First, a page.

El Djem: The Colosseum in Rome has a twin sister in Tunisia and she’s exquisite

Comparing siblings is always a mean thing to do, but I just can’t help it. Did you know that the Colosseum in Rome has an attractive slightly younger sister? She’s a free-standing, solidly-built stone wonder. A bit more exotic and set up in Tunisia, skirting the golden Sahara fringed in olive groves. She’s positively stunning, towering over the town of El Djem edged with cactus fields and grazing camels.

Why didn’t we ever hear about this Roman wonder?

Well, it’s complicated.

Like many sisters, the Roman Empire had its rivals. This Roman battle was long and complicated. You’ve probably heard of it: the Roman/Carthaginian (Punic) Wars: In the end, Carthage (the Punic Republic) lost.

That’s when the rubric changed: Invaders moved in, locations were renamed and buildings were erected.

Photo by Alice Verberne

Changing names and changing hands

As a matter of fact: The whole country where this colosseum is located was given a new identification, it went from “the Punic Republic” to “Africa.” Around this time, the Romans built this colosseum, the largest in North Africa, located 130 miles south of Carthage in the ancient Roman town of Thysdrus (pronounced This-druss).

El Djem has managed to hold up better than her older sister in Rome. The older colosseum had a harder time in the big city, where she lost two thirds of her structure through neglect, pillaging and earthquakes. The younger one in El Djem managed to avoid these troubles since she’s located in a smaller town about 130 miles from Carthage.

Photo by Alice Verberne

The Colosseum of El Djem could hold 35,000 spectators, 10,000 more people than the entire population of Vicksburg, Mississippi.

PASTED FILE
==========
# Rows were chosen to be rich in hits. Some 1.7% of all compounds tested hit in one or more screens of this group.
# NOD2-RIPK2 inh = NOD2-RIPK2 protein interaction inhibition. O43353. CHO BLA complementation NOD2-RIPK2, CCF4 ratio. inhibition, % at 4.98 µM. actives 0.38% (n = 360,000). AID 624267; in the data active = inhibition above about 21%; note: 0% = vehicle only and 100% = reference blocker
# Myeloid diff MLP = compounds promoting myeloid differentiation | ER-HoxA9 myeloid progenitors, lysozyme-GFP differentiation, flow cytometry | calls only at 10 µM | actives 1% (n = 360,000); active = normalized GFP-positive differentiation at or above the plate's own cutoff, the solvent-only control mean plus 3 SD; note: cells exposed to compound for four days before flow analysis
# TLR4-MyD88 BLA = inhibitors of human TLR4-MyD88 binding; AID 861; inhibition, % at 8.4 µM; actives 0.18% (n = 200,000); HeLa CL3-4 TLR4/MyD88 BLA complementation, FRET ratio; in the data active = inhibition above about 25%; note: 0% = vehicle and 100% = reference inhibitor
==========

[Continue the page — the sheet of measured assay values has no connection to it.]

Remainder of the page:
Fun fact: The remains of 230 amphitheaters exist from the Roman Empire. Three of the Top 10 are located in the tiny country of Tunisia. All are UNESCO World Heritage sites (El Djem, Carthage and Leptis Magna).

El Djem once had a population of over 30,000 due to the fact that this Punic city sided with Rome and when Carthage fell, the citizens were rewarded with building projects to include the arena. It is an interesting aside that modern-day Tunisia was the first place to be given the name Africa before the continent of Africa itself.

Humans and animals suffered

Then the Romans lost and the renaming practice happened again. Thysdrus became El Djem in Tunisia. Once the Colosseum at El Djem was finished, it was immediately put to use entertaining the masses with performances, executions and exotic animal demonstrations.

It’s too bad we didn’t have the World Wildlife Fund back in 200 AD, because the Romans decimated the North African elephant, ostrich and large cat populations. Artwork preserved in their museum illustrates, in riveting detail, the tormented expressions of dejected animals. All for the Glory (or was that gory) of Ancient Rome.

Too bad we can’t go back in time and deploy an army of PETA people on those folks.

But cruelty to animals wasn’t the preeminent crowd-pleaser. It was the potential battle to death – the gladiator games. “Gladiator” means “swordsman” in Latin. Tunisians will tell you that the Ridley Scott film “Gladiator” starring Russell Crowe was made here. Some say it was used only for CGI. What we know for sure is that real gladiators did some intense fighting in this pit.